3 years and counting

3 years ago we did our first steps in Haiti and today is a moment in which we need to take a step back and think of what we accomplished, the lessons we learned, the friends we made and at the same time find our motivation to continue innovating and building programs for the people of Haiti.

We started as OSIIC – Ouanaminthe Social Impact and Innovation Consortium with the support of Ashoka and IFC and soon we became Solisyon Kominote Yo, a social enterprise owned and run by Haitians. We worked and learned hand in hand with the people of Haiti and many times we came together with solutions to everyday challenges with a good joke and a smile on our faces.

We spent nights at the light of gas lamps and candles and we felt proud each time we sow one of our solar lamps in use, we did eye exams and we helped elders and youth see better, we built programs and organized community meetings all over North East Haiti for agriculture and saving groups, we talked to women about their daily challenges, to youth about their dreams and to textile workers about building a better future.  But we also danced to kompa, drank coffee, ate mango, had incursions in Haiti’s history on the back of donkeys, and took baths in Haiti’s blue waters while eating pwa ak diri.

All this helped us arrive where we are today. In three years of activity we created an economic impact of over US$1 million and impacted over 35,000 people.  We are optimistic about the future because we have an empowered local team happy to do more for their people and provide small solutions to everyday problems.

All this was possible through the support of our local and international partners such as Levi Strauss Foundation, International Finance Corporation, Warby Parker, Ashoka, CODEVI and many others.

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Spreading the word about our work in Haiti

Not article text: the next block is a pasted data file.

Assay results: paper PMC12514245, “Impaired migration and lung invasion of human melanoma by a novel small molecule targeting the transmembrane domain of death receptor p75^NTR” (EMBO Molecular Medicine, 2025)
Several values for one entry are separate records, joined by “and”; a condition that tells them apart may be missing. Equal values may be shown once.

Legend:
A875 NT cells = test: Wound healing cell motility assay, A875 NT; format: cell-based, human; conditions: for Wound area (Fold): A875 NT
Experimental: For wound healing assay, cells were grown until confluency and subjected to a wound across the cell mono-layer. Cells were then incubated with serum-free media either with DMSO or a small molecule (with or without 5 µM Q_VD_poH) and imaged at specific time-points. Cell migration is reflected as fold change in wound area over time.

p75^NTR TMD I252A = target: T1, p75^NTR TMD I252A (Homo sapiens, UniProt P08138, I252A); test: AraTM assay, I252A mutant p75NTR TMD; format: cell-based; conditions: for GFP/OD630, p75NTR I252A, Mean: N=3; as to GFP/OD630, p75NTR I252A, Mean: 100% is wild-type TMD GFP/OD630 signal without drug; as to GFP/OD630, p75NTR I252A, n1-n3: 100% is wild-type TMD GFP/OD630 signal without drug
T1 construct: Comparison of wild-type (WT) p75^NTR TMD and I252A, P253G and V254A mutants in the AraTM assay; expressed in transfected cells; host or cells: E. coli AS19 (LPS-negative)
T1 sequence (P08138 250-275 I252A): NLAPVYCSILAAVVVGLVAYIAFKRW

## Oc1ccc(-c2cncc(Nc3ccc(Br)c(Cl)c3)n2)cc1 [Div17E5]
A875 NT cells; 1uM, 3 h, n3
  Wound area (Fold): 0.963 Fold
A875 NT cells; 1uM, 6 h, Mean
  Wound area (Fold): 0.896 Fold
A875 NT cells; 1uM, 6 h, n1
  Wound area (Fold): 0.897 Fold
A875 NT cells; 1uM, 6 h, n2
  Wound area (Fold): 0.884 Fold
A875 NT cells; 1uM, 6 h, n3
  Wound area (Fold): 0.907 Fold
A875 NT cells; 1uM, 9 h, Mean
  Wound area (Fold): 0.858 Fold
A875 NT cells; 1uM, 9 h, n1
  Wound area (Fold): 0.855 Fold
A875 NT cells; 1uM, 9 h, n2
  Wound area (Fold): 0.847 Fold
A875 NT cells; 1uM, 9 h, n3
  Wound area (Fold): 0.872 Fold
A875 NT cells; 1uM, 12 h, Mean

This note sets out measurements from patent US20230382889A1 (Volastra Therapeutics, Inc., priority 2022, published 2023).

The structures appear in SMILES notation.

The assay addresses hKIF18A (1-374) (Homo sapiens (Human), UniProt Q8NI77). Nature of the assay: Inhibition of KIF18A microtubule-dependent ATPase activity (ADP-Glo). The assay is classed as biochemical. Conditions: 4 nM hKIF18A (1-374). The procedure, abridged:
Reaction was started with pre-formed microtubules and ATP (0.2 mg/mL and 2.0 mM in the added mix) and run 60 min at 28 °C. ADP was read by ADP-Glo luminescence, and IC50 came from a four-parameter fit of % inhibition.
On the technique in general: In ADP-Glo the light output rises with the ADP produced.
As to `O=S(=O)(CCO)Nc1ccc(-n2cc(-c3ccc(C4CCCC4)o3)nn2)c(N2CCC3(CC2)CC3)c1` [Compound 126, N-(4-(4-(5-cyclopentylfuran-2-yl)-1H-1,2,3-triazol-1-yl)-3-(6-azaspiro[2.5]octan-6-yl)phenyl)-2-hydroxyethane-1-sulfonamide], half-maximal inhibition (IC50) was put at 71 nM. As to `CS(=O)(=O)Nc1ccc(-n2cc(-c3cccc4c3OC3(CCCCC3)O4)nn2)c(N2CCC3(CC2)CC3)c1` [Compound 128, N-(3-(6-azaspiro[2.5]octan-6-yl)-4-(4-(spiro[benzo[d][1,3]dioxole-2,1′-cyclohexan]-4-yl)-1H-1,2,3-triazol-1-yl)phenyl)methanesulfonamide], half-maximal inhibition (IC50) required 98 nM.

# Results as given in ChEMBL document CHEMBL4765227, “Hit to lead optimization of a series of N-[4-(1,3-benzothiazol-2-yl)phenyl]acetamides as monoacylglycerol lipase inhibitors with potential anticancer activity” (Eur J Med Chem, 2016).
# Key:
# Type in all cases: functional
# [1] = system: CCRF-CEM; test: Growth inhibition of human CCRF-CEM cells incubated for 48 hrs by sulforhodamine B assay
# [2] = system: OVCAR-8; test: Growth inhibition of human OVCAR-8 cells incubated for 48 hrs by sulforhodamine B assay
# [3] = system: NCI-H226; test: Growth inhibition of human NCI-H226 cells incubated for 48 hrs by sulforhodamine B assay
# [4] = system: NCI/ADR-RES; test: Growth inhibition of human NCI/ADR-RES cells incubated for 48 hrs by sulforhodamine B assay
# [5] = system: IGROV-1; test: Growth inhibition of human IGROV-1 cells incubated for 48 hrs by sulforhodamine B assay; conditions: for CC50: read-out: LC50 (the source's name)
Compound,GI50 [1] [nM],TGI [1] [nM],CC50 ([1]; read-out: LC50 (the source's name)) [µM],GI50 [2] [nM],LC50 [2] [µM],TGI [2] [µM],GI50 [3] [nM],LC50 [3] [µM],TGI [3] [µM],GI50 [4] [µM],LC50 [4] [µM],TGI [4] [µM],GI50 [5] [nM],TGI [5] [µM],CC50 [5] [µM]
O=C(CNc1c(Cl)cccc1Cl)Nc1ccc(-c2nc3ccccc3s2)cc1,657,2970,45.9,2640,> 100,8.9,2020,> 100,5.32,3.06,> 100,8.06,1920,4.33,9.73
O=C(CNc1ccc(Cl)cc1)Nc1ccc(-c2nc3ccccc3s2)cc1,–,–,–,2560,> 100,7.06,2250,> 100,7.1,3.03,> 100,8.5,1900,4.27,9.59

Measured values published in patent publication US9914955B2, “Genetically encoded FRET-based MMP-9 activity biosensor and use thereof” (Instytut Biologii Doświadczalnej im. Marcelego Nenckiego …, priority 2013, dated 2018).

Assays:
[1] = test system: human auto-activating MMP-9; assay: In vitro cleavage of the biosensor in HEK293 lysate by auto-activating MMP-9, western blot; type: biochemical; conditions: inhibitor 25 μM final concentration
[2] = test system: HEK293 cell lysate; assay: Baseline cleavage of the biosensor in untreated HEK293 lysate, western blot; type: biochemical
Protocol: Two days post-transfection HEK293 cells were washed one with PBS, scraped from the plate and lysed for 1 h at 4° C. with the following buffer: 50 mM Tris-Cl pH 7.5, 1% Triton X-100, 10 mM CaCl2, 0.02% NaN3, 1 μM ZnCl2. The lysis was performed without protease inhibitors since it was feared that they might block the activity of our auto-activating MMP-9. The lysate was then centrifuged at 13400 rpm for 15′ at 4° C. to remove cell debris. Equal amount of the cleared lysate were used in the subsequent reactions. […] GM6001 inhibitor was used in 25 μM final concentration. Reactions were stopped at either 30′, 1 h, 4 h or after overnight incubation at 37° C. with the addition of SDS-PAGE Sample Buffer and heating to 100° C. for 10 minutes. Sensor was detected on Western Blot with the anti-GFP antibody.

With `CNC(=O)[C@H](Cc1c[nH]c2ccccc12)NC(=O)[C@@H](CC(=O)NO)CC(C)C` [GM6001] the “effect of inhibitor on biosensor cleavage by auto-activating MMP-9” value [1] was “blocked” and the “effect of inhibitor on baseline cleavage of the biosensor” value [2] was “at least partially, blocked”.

DSC_0965On 10 and 11 of March our team member Madalina Bouros participated at HERproject Convening in Hong Kong. The meeting was focused on how to effectively develop and implement financial capability programs in the workplace and successfully bring them to scale.  The Convening was organized by Business for Social Responsibility (BSR) and at the meeting were invited representatives of BSR, NGO’s and companies dedicated to build financial inclusion in the supply chain.

We were invited to speak during a panel focused on Implementing Programs along Global Supply Chains together with representatives from Swasti, Luen Thai Philippines  and BSR. The panel was focused on what are the best practices on implementing work place programs and how to build a business case for employers.

During the panel discussions we presented the work of Community Enterprise Solutions with focused on the two programs we jointly implemented with CODEVI, a textile factory in Haiti, with the support of Levi Strauss Foundation: Technologies for Textile Workers and Family Wellness Financial Literacy, Matched Savings and Voucher Program. We emphasized that the key elements which led to our success were:  establishing guiding principles from the beginning, listening to stakeholders needs, wants and limitations as well as being flexible and having an entrepreneurial approach.   We received interesting questions from the audience as well as from the other members in the panel. It was an entire debate on how to engage employers into CSR programs and what works and what doesn’t when implementing this type of programs.